Thursday, August 31, 2006

Spam Poetry

Found this at the bottom of an email telling me how I could become my own employer and earn $30 per product shipped. Interesting word choice and rhythm.

bloody-hearted rubber latex Paleo-amerind
pulse-jet engine step turn poplar-covered
field ash nail-headed red-fleshed
guard ship hill station hand-filled
chicken gumbo quasi-grave carriage bow
gold-studded up-bow sign storm-boding
fairy godmother ivory cutter printing-in
vine fretter north-countriness saddle cutter

It speaks for itself, doesn't it?

Wednesday, August 30, 2006

PI School Part V: The Dropout

Okay, I don't know what I was thinking with that last post. Time to get back to some familiar territory.

Today's focus is on what it feels like to be a PI-school dropout. For background on this intensely personal (i.e plastered all over the Internet) subject, please refresh yourself by looking back at the previous entries in my PI School series:

Finished? Great. Thanks for sticking it through.

Now that you're back I can explain the full truth.


Yes, it's true. Night after night of rocking up to the class, heavy books in hand, bicycle chained to a bench out the front of the campus building, I eventually broke down.

Not exactly a nervous breakdown, more a realisation of 'what's the point?' I mean, I only ever enrolled to get some background info on what it was like to be a private investigator. And since my character is a PI-in-training, you could call it a little method acting on my part. But hey, this is fiction, not film, and I don't have to spend weeks studying Johnny Depp's mannerisms in Fear & Loathing to come up with some background. But that's not the only reason I dropped out.

It was the silence that got to me.

Maybe the nature of the PI is such that the people attracted to the profession are those of the private kind. Reserved, quiet, aloof. Observers rather than active participants in life. Sure, one of them had tattoos on his arm that he'd designed himself, and a couple of the youngest were a little more than entertaining during the class, but ultimately, a private bunch.

I found myself feeling very alone. Add to this the tedious drawing of traffic diagrams, the need to remember by rote the various government Acts, and one night after work I just decided not to go. Thought I'd make it the next week, after all, I wasn't missing out on much.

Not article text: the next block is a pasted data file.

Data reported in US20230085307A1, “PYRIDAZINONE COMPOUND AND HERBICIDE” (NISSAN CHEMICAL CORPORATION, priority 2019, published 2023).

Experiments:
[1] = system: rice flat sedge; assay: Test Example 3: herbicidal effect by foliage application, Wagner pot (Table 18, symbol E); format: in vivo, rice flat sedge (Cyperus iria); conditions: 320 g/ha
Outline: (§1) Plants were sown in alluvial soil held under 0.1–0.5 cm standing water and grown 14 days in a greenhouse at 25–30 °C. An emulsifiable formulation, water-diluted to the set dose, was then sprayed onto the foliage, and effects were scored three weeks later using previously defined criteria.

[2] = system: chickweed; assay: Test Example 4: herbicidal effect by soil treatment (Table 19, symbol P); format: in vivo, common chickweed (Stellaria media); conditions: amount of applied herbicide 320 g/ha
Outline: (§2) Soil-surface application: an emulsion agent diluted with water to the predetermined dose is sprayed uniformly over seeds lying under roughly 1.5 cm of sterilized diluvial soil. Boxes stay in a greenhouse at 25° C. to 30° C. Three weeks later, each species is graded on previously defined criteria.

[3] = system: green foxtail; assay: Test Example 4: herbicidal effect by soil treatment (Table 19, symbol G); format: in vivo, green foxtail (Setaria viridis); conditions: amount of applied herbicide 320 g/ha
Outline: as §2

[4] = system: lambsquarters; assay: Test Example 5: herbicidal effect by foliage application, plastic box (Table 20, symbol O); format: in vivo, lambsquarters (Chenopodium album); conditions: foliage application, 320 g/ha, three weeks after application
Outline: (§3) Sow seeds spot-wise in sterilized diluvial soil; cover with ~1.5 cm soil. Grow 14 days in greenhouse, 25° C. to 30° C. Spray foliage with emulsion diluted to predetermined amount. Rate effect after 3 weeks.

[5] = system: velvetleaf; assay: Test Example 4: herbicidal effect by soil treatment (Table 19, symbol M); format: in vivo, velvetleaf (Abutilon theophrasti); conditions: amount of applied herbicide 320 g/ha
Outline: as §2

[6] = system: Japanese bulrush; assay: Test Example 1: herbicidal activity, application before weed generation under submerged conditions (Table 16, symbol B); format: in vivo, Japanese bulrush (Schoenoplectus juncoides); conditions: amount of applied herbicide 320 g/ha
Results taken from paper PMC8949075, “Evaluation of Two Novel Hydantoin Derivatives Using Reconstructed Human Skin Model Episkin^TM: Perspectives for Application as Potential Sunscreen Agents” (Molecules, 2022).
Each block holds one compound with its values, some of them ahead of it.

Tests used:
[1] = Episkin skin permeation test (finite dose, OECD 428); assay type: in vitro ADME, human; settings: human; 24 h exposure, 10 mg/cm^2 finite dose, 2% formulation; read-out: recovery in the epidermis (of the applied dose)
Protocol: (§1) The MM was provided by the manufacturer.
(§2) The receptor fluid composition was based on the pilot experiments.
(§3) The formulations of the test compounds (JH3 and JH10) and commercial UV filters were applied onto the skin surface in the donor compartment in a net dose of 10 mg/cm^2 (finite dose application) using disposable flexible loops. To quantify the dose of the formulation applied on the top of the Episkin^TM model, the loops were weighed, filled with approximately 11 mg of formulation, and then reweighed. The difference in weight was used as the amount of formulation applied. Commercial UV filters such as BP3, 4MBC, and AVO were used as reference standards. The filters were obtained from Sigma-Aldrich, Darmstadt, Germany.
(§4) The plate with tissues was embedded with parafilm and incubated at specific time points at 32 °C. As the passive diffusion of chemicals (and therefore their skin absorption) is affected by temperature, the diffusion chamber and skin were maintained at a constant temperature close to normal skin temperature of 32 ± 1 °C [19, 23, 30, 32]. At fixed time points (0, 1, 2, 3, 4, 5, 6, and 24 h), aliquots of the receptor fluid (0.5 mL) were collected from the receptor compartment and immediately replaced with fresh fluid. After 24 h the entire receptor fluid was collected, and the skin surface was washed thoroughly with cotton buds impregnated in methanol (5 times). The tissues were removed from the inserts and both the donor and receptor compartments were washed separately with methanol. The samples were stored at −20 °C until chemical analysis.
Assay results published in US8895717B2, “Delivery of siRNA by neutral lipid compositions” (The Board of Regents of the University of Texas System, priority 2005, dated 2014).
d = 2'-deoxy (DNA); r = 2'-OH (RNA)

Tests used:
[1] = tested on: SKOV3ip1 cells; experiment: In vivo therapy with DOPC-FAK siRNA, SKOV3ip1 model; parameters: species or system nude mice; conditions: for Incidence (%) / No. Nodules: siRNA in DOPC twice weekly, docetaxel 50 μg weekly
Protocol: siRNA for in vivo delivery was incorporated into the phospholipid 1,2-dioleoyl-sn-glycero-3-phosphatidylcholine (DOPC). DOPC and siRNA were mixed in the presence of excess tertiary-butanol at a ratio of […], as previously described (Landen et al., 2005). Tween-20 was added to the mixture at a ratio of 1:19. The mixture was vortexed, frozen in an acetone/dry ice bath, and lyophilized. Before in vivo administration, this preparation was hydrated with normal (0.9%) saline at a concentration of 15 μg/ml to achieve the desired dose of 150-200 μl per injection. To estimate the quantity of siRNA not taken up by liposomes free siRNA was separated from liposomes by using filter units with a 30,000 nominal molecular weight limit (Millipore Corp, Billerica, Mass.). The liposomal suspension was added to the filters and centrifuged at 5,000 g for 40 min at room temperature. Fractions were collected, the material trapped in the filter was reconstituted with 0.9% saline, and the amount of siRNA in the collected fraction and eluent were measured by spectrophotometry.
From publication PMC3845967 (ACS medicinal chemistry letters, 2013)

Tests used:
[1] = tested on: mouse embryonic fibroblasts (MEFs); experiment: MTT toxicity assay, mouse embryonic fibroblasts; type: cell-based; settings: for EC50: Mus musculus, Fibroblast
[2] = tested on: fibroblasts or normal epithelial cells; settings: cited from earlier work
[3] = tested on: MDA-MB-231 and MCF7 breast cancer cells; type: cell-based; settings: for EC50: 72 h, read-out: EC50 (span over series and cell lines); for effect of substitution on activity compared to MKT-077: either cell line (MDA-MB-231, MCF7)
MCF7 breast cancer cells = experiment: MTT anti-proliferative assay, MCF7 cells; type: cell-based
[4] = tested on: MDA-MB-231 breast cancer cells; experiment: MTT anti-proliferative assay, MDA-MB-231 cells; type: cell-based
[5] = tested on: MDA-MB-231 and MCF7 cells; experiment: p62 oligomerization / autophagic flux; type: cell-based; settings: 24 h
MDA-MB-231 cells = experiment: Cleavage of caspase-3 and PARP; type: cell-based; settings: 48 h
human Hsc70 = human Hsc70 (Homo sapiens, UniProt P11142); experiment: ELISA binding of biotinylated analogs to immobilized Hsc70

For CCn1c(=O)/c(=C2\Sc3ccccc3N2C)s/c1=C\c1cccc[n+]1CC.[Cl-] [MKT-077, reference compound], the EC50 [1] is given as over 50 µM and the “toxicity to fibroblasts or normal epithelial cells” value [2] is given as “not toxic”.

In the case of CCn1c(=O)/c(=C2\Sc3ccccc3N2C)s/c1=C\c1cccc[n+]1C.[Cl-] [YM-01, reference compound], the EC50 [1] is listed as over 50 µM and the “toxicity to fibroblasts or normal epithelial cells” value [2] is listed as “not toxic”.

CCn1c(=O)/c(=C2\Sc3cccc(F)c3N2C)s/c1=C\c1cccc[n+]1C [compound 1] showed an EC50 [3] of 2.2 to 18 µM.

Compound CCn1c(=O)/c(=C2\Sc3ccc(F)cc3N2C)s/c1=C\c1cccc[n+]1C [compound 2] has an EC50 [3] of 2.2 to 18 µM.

Next week came around and my schedule told me there was a two week break. Great. I could collect my thoughts, look through the PI textbooks, and recharge my batteries. Two weeks passed.

And I never went back.

My name is Daniel Hatadi and I am a PI-school dropout.

Tuesday, August 29, 2006

Marketing Versus Art

Marketing: A Case Of Diminishing Returns And Cycles

"Hey, these Mars Bars sure are tasty. I'd like four hundred please."

Thirty later ...

"I don't want to see another Mars Bar for as long as I live."

A decade later ...

"Mars Bars are back!"

Art: An Endless Search For Perfection

"Can I have a bite of that Mars Bar?"

A pause.

"Not bad, but I've already moved on. It doesn't mean anything to me anymore."

Another pause.

"What's that in your other hand? A Snickers? Can I have a bite?"

Monday, August 28, 2006

Do You Believe?

Thanks to the wonders of free cable television, I accidentally watched an episode of Star Trek: Voyager last night.

For those less geeky types that may not know, the premise of Voyager centres around a spaceship that is catapulted to the other end of the galaxy. The main point of each episode is trying to get the crew home. Remember this, it's important.

The episode I watched last night was about a civil war within the Q Continuum, a race of omnipotent, interdimensional beings. For whatever reason, one of them, known only as Q, decides that the only way to stop the war is to plant his omnipotent seed in the vessel that is Captain Janeway.

Who wouldn't? Look at that smile, that stance, that hair.

The scene was played out in fantastical fashion, with Janeway viewing the activities through the device of an American civil war era translation, due to her (and our) limited intellect as bipedal beings. This, I could handle. After all, it is science fiction and we are talking about interdimensional beings who all have the same name. But then I lost my belief in the story entirely. Q propositions Janeway again, this time with the promise of returning her crew to Earth.

Returning her crew to earth. The goal of the whole series.

All Janeway has to do is give birth to the child of an omnipotent being and her crew will be returned to their homes. One hundred people rejoined with their families before they all grow old and die. I think it's a pretty worthy sacrifice. But no, Janeway has moral issues. She says they'll do it through hard work instead of a quick fix. I wonder what the crew would have said if they found out? I'm thinking mutiny would be well on the cards.